Nova exterior

According to Wikipedia: A nova ... is a transient astronomical event that causes the sudden appearance of a bright, apparently "new" star, that slowly fades over several weeks or many months.

Nova, the "scratch kitchen" that opened in early 2016, will fade out after Sunday's dinner service, according to Faiyaz Kara of the Orlando Weekly.

The restaurant at the corner of North Orange Avenue and Virginia Drive (the name was actually meant to be a syllabic abbreviation of North of Virginia) had an impressively renovated space that included the former Brian's Diner greasy spoon and expanded through to an adjacent business. The expansive covered patio looked out to Lake Ivanhoe across Orange Avenue.

I wasn't impressed with the restaurant when I first reviewed it, in March 2016, but I found it vastly improved for an updated review in January. As Kara reported, the opening chef, Valentinus Domingo, left the restaurant in August; AJ Kraft, former sous chef at Slate on Restaurant Row, came on as executive chef in September.

sauce bowl interior

I cringed just a little when I first heard about Too Much Sauce, not because of the name, which is indeed cringeworthy, but because it is yet another in the long line of assemblage restaurants. Maybe it wasn't a cringe; it might have been an eye roll. I definitely sighed.

But I found this new restaurant in the Mills 50 district to be absolutely charming and much less annoying than the average choose-from-each-column concept. And, not incidentally, the food was good.

Even better, there are several preordained bowls that require no hand-wringing order choices. And for those who do wish to call the shots, the bowls are constructed in the back, so you aren't forced to shuffle an assembly line and watch your food being built.

As I approached the counter to place my order, I was greeted by a man who did not say, "Welcome" or "May I take your order?" but rather, "Let's have some good food!"

I was so disarmed that I didn't give the reply that I ordinarily might have given -- I plan to dine alone, thanks -- but instead took a beat and said, "Yes, let's."

Church Street walkway

Hawkers, the Asian Street Fare concept, is moving its Central Kitchen headquarters to downtown Orlando and will be located on Church Street.

Make that over Church Street. The Central Florida-grown mini-chain will move from Clermont to 54 W. Church St. and its new space will incorporate the glass-enclosed bridge that spans the street at Church Street Market.

"I can't tell you how excited we are to get back to the urban core," said co-founder Kaleb Harrell. Team members, he said, have created a hashtag -- #CountdownToDowntown -- that they use as shorthand whenever they become frustrated with commuting to the current headquarters.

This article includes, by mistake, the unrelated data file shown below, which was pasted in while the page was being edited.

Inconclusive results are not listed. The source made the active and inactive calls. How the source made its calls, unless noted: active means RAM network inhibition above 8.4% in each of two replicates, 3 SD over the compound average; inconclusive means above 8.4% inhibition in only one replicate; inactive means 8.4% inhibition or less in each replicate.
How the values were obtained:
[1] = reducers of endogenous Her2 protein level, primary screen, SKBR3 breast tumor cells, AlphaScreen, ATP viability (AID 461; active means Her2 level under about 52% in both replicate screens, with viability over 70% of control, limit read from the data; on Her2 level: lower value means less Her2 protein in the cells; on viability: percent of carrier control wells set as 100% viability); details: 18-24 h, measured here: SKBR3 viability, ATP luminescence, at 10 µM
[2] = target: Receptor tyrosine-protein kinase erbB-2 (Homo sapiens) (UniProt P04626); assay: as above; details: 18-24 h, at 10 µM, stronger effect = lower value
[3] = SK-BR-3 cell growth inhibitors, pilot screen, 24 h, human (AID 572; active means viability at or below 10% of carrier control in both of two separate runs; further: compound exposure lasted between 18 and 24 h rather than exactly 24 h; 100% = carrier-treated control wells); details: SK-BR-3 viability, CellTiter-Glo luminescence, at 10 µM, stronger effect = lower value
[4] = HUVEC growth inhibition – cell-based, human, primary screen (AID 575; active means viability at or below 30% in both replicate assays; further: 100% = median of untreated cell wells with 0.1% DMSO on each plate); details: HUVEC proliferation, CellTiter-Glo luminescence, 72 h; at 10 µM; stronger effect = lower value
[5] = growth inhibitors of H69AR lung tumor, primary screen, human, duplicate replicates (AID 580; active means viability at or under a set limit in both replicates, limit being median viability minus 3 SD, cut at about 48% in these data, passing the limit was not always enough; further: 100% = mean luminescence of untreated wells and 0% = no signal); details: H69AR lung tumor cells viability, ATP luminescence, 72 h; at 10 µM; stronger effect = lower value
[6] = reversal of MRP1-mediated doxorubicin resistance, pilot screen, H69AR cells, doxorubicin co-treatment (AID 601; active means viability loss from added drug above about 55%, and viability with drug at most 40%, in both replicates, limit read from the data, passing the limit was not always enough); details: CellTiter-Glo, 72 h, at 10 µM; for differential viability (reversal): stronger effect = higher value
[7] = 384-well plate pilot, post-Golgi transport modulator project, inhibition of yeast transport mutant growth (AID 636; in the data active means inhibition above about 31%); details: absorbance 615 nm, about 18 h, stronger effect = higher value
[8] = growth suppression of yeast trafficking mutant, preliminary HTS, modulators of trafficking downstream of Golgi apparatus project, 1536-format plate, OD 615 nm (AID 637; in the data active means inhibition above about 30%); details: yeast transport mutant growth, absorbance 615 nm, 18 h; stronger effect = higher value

Harvest scene

Our friends at Grande Lakes Orlando put on a terrific event last week, and for the first time opened the grounds of the resort's onsite gardens, Whisper Creek Farms, to the public.

The occasion was the first Homestead Harvest, which featured not only the talented chefs of the restaurants at the Ritz-Carlton and JW Marriott but also some of the top chefs from the community.

Harvest Blake

Kathleen Blake was there, serving her yummy Rusty Spoon deviled eggs and a duck mortadella. (When some people gave her a blank stare at the mention of mortadella, Blake apparently just told them it was bologna.)

Harvest Fonzo

Kevin Fonzo, formerly of K Restaurant was there representing his Kevin Fonzo Foundation. He was serving Red Kuri Squash Soup and Smoked Duck Leg Confit.

James Petrakis of the Ravenous Pig had Wood-grilled Octopus and Lamb Kofta.

Sinatra ext

I avoid restaurants on holidays. It's difficult to get a snapshot of how the restaurant usually does business. And by snapshot I mean both literally and figuratively: It isn't desirable to have a photo of a dining room decked out for Christmas in a review that will live throughout the year.

Or in the case of Sinatra's Ristorante, one staged for Halloween. Actually, I'm not so certain that it isn't always set for Halloween. After all, the restaurant is in Cassadaga, the unincoporated community also known as the Psychic Capital of the World. Halloween, it would seem, is a big deal here.

So much so that the usual rituals, and you may interpret that word any way you wish, aren't confined to Oct. 31, as I found out on Oct. 30, Halloween-een, apparently.

An appointment had taken me to DeLand, and with so few restaurants in that city open on Mondays -- including some that list that they're open daily -- I figured it was a good time to visit Sinatra's, not far away. I had been told it had good Italian food and that it featured piano music. I appreciate both, so I wended my way there after calling ahead to confirm that it was indeed open.

I should have known something was amiss when the person who answered the phone at the restaurant had to yell into the receiver to be heard over the background din. Still, I went on.